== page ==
While much foreign aid achieves commendable goals, some is ineffective. In this volume, Clifford Zinnes argues that a donor's intrinsic informational limitations on the local context as well as inability to control the progress of interventions mean that lack of success is not rooting in insufficient funding but in maladapted institution designs of interventions that don't foster local ownership. He indentifies and assesses a newly emerging class of foreign aid delivery that promises to overcome these obstacles.
The approach is based on "prospective inter-jurisdictional competition" (PIJC). Beneficiary groups -often local-level governments, supported by their private sector and civil society -act as teams and compete against each other under explicit predefined rules and objectives to design and implement interventions under their own aegis to achieve the highest quantitatively measured performance, either relative to others ("tournaments") or against a preset benchmark ("certification""). Teams that cooperate internally are the likeliest to win the rewards, which, aside from the longer run benefits of the intervention itself, might include more substantive financial or technical assitance from the sponsor. Since only groups serious about reforming choose to play, Zinnes says the incentives generated by the ensuing "race-to-the-top" competitiion create local ownership, encouraging recipients to draw on their own knowledge. Moreover, since all teams that compete -and not just those who "win" donor rewards -benefit from their own reform efforts, he argues that this approach can leverage aid resources more than a conventional bilateral aid agreement.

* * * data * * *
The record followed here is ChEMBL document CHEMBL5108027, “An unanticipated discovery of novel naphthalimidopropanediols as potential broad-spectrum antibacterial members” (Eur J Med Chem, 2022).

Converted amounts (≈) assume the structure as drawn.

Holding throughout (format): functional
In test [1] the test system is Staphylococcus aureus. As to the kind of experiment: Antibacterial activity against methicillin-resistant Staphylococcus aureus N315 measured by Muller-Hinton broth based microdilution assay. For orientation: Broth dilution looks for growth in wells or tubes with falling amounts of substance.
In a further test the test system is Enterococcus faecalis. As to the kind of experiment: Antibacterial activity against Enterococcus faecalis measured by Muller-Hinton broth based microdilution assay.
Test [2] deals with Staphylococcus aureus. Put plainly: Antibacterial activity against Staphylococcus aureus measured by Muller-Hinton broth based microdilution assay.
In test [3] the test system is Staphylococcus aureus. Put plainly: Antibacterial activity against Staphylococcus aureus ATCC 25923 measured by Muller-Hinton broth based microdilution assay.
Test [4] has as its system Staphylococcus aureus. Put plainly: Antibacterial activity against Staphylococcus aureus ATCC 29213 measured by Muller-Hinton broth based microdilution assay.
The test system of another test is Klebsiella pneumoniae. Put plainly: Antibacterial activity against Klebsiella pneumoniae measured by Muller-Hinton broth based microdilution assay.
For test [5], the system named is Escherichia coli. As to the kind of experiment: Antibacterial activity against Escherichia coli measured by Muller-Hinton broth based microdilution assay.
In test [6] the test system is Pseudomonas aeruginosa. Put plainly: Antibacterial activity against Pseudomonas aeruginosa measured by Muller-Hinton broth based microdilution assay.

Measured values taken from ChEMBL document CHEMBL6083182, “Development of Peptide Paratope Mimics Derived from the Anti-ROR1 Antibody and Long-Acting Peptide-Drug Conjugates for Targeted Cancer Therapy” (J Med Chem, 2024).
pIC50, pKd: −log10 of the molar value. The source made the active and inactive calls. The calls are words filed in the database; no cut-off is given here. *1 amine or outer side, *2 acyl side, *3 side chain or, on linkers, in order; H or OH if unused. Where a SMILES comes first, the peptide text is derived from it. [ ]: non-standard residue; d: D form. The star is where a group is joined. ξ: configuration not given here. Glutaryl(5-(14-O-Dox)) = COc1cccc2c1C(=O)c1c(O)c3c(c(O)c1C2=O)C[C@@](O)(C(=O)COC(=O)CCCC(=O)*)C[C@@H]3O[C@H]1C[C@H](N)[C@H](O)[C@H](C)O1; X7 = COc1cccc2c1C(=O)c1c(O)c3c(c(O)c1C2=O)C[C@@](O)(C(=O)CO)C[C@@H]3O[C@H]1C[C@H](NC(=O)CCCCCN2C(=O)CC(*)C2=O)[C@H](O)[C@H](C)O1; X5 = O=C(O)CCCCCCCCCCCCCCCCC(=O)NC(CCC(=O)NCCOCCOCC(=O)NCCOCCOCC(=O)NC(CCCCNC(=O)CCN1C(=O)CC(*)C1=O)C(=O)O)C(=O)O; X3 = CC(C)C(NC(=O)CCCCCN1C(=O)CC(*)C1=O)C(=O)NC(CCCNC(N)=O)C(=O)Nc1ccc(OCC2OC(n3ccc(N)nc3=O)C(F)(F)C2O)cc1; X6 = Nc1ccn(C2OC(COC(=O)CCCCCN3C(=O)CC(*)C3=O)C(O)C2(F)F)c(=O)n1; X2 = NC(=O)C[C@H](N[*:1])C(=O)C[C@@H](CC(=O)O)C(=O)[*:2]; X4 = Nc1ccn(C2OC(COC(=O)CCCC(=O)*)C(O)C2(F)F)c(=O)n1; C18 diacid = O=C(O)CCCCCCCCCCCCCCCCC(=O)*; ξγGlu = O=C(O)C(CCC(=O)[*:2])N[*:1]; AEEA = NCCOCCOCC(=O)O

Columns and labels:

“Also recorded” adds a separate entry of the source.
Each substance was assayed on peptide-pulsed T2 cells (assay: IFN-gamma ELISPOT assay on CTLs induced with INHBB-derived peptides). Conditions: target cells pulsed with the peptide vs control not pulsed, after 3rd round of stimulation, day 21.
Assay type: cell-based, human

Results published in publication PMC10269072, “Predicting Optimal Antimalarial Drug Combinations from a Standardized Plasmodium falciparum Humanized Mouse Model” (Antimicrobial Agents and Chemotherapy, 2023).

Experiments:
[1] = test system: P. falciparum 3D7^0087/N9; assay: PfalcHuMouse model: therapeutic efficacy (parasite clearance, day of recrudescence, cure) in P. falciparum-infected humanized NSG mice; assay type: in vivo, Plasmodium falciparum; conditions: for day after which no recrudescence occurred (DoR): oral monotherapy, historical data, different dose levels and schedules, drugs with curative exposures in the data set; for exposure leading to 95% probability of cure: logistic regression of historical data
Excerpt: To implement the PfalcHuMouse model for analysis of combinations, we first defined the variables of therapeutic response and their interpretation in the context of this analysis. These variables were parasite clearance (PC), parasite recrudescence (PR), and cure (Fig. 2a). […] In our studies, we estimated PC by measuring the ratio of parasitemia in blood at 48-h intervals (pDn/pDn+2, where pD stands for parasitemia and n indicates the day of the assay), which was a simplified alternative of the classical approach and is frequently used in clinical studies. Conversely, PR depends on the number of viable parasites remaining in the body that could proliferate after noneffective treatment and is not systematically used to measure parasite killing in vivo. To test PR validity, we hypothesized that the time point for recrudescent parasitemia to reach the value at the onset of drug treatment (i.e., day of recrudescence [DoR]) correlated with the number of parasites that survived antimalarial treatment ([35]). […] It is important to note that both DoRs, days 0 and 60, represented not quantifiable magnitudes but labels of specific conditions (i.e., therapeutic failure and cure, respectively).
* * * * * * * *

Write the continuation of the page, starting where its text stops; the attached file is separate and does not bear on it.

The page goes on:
Zinnes presents a dozen recent applications of the approach, including those sponsored by the World Bank, USAID, the United Nations, the Ford Foundation, and others. He also recommends improvements and ways to scale up PIJC-based projects in applications ranging from protecting the environment and reducing red tape through to raising literacy and co-opting warlords.